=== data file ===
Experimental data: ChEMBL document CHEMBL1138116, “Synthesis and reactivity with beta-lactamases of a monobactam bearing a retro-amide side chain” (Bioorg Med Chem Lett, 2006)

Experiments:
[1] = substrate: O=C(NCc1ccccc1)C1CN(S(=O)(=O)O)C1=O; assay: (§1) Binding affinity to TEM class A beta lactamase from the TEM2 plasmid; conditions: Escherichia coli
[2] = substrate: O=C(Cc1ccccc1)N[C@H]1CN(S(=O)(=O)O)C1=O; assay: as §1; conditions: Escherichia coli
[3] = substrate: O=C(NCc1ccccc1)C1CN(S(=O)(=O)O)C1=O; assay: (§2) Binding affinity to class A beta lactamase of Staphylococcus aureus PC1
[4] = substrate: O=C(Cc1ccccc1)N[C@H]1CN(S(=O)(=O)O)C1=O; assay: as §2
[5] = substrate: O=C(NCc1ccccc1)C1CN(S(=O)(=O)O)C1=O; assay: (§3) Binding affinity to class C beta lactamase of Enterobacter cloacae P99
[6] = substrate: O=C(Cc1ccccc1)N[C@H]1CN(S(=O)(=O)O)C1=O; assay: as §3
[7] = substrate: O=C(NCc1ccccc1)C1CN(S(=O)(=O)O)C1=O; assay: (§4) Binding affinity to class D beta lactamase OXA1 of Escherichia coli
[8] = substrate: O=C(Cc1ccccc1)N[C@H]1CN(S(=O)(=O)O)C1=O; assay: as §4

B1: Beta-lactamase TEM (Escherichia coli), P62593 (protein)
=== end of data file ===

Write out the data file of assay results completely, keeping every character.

Experimental data: ChEMBL document CHEMBL1138116, “Synthesis and reactivity with beta-lactamases of a monobactam bearing a retro-amide side chain” (Bioorg Med Chem Lett, 2006)

Experiments:
[1] = substrate: O=C(NCc1ccccc1)C1CN(S(=O)(=O)O)C1=O; assay: (§1) Binding affinity to TEM class A beta lactamase from the TEM2 plasmid; conditions: Escherichia coli
[2] = substrate: O=C(Cc1ccccc1)N[C@H]1CN(S(=O)(=O)O)C1=O; assay: as §1; conditions: Escherichia coli
[3] = substrate: O=C(NCc1ccccc1)C1CN(S(=O)(=O)O)C1=O; assay: (§2) Binding affinity to class A beta lactamase of Staphylococcus aureus PC1
[4] = substrate: O=C(Cc1ccccc1)N[C@H]1CN(S(=O)(=O)O)C1=O; assay: as §2
[5] = substrate: O=C(NCc1ccccc1)C1CN(S(=O)(=O)O)C1=O; assay: (§3) Binding affinity to class C beta lactamase of Enterobacter cloacae P99
[6] = substrate: O=C(Cc1ccccc1)N[C@H]1CN(S(=O)(=O)O)C1=O; assay: as §3
[7] = substrate: O=C(NCc1ccccc1)C1CN(S(=O)(=O)O)C1=O; assay: (§4) Binding affinity to class D beta lactamase OXA1 of Escherichia coli
[8] = substrate: O=C(Cc1ccccc1)N[C@H]1CN(S(=O)(=O)O)C1=O; assay: as §4

B1: Beta-lactamase TEM (Escherichia coli), P62593 (protein)